Characterization of uncertainty and sensitivity of model parameters is an essential and often overlooked facet of hydrological modeling. This paper introduces an algorithm called MOESHA that combines input parameter sensitivity analyses with a genetic algorithm calibration routine to dynamically sample parameter space as an alternative to traditional static space-sampling methods, such as stratified sampling or Latin hypercube sampling. In addition to calibrating input parameters to a hydrologic model, MOESHA determines the optimal distribution of input parameters that maximizes model robustness and minimizes error. Subsequently, the variance of the input parameter distributions are used to differentiate between impactful and non-impactful input parameters. In this way, an optimally calibrated model is produced, and estimations of model uncertainty as well as the relative impact of input parameters on model output (i.e., sensitivity) are determined. A case study using a single-cell hydrological model (EXP-HYDRO) is used to test the method using river discharge data from the Dee River catchment in Wales. We compare the results of MOESHA with Sobol’s global sensitivity analysis method and demonstrate that the algorithm is able to pinpoint non-impactful parameters while achieving excellent calibration results.

A restoration framework to build coastal wetland resiliency

An increase in the frequency and intensity of storms and flooding events are adversely impacting coastal wetlands. Coastal wetlands provide flood abatement, carbon and nutrient sequestration, water quality maintenance, and habitat for fish, shellfish, and wildlife, including species of concern, such as the saltmarsh sparrow (Ammodramus caudacutus). A framework and methodology adopted by scientific, management, and policy stakeholders for restoration and adaptation actions to manage coastal marshes in Northeastern, USA is described. A traditional adaptive management approach was modified to identify extreme event vulnerabilities and propose adaptation actions to build coastal resiliency. When possible an experimental BACI (Before-After, Control-Impact) design was incorporated into the implementation plans. Specific adaptation actions and monitoring plans are described, and include protecting marsh shoreline, restoring hydrological drainage patterns, increasing marsh elevation, and enabling upland marsh migration. The restoration framework is presented as a demonstration of adaptation actions to build coastal resiliency in tidal marsh systems subject to extreme weather events.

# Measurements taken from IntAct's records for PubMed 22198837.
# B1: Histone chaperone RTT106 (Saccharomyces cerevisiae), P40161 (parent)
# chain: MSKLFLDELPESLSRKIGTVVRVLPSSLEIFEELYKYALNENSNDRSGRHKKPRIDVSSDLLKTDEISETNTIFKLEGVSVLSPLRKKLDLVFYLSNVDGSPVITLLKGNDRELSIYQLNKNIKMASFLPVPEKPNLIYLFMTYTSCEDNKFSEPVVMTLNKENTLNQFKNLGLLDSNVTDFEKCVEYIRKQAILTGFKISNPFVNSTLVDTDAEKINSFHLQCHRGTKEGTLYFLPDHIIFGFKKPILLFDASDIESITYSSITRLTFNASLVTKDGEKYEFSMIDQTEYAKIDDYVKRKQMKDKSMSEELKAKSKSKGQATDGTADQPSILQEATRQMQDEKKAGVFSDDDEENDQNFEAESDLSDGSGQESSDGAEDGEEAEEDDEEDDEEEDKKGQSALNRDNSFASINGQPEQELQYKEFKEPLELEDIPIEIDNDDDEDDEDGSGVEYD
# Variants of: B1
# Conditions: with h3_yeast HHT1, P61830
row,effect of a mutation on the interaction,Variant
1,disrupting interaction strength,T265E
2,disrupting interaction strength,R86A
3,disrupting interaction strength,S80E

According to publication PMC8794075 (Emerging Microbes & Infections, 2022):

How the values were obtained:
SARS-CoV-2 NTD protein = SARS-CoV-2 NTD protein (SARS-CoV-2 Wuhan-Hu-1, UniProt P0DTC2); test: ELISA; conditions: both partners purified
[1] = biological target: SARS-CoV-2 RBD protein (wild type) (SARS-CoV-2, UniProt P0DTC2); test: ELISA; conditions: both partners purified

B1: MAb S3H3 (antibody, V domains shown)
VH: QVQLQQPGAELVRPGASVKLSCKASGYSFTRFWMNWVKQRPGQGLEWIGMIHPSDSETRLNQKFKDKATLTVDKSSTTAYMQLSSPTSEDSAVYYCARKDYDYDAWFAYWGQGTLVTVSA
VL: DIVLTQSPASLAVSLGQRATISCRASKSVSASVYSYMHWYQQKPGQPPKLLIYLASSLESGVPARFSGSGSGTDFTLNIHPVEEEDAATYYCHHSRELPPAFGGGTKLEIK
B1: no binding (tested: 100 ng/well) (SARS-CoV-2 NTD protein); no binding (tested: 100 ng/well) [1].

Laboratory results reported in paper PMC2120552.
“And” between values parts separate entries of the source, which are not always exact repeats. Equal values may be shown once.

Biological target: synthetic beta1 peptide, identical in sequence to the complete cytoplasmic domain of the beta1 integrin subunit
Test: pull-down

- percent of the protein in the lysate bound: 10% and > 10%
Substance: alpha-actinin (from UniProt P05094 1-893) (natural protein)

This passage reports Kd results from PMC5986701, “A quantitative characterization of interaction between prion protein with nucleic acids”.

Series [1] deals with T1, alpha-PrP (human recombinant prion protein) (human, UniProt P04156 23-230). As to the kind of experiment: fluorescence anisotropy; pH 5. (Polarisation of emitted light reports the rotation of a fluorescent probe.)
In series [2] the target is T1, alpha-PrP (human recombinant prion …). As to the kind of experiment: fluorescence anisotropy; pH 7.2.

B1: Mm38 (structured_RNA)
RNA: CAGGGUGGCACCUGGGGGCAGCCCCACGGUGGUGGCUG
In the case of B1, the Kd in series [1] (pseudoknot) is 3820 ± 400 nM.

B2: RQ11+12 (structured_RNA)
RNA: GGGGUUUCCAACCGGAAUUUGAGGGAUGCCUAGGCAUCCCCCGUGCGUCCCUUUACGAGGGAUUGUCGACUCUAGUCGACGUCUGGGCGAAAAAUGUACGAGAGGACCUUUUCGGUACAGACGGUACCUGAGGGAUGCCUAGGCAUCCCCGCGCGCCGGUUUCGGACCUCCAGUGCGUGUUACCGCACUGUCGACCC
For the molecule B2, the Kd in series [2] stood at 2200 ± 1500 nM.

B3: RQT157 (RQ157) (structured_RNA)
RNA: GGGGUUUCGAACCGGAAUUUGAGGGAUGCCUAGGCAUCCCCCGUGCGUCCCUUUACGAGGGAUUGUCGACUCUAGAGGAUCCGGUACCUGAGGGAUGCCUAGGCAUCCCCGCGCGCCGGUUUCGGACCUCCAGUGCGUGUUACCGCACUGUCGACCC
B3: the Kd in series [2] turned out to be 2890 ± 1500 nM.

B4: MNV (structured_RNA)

A Collaborative Effort to Assess Environmental Health in Newport News, Virginia

The Region 3 “Making a Visible Difference in Communities” (MVD) initiative for Southeast Newport News, VA has taken a community-centric, place-based approach to identifying and delivering service to the area’s residents and the city as a whole. Beginning with a CARE (Community Action for a Renewed Environment) Level 1 cooperative agreement (a grant with substantial government involvement and required outputs) in 2011, Region 3 funding helped to establish the Southeast CARE Coalition (“the Coalition”), and quickly formed a bond with the organization. Two years later, Region 3, the US EPA Office of Research and Development (ORD) and the Coalition embarked on a scientific, socio-demographic Regional Sustainable Environmental Science (RESES) research project to assess local pollutant sources and their potential impacts to the community. These efforts helped EPA select Newport News as an MVD community, resulting in an expanded partnership that now includes the City of Newport News. Through this association and the MVD designation, the partners have identified and prioritized environmental and other concerns (e.g., improving air and water quality, adapting to extreme weather, promoting equitable development, improving transportation). Newport News has recently held workshops and training on topics such as environmental health, asthma, weather events, and equitable development, and continues to improve the community’s health, its knowledge of the relevant environmental health issues, and its wellbeing.